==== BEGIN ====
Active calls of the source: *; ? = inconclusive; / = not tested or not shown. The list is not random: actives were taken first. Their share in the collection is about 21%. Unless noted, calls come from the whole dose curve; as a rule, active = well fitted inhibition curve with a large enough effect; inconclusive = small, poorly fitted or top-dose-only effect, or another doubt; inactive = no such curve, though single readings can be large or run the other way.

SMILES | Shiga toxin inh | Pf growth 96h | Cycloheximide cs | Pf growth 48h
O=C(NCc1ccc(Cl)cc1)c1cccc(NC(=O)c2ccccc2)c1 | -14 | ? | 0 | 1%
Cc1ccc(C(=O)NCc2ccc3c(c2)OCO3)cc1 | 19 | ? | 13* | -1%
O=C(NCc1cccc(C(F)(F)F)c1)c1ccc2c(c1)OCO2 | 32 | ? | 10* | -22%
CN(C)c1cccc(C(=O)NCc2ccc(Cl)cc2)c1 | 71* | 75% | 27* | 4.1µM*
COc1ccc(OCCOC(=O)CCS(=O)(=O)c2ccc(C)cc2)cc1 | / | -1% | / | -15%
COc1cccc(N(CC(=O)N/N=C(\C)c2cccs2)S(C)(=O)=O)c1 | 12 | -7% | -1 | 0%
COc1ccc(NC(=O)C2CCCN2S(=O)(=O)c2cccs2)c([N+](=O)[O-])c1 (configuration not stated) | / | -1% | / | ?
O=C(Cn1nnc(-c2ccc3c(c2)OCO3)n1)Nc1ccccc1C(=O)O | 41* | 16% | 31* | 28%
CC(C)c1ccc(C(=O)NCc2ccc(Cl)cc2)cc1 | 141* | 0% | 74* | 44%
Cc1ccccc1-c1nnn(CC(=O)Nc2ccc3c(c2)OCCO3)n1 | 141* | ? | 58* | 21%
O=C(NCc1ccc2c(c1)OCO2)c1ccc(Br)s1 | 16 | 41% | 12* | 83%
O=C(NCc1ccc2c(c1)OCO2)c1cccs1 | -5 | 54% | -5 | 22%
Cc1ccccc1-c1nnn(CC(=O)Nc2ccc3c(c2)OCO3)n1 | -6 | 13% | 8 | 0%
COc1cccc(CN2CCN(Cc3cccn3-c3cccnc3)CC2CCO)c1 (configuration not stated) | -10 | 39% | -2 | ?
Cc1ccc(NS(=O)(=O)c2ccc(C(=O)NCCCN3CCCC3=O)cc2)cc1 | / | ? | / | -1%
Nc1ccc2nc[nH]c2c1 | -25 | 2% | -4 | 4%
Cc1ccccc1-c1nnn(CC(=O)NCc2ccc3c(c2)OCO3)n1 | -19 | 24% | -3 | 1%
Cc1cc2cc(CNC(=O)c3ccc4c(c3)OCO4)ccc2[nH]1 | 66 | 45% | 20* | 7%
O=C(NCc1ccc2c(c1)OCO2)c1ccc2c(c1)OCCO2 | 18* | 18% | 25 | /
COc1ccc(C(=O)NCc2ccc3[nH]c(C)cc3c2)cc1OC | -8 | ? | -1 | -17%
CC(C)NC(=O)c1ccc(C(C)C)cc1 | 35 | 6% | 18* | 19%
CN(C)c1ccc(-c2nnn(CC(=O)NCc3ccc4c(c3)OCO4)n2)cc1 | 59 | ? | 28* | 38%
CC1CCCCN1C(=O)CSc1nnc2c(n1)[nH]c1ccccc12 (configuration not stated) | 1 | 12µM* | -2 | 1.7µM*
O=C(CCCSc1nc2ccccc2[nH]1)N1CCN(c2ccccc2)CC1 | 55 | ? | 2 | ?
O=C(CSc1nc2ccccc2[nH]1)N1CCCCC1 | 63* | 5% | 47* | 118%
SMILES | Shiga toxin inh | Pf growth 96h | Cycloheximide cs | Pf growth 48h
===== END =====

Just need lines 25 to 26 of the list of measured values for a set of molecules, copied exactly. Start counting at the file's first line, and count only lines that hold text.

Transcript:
CC1CCCCN1C(=O)CSc1nnc2c(n1)[nH]c1ccccc12 (configuration not stated) | 1 | 12µM* | -2 | 1.7µM*
O=C(CCCSc1nc2ccccc2[nH]1)N1CCN(c2ccccc2)CC1 | 55 | ? | 2 | ?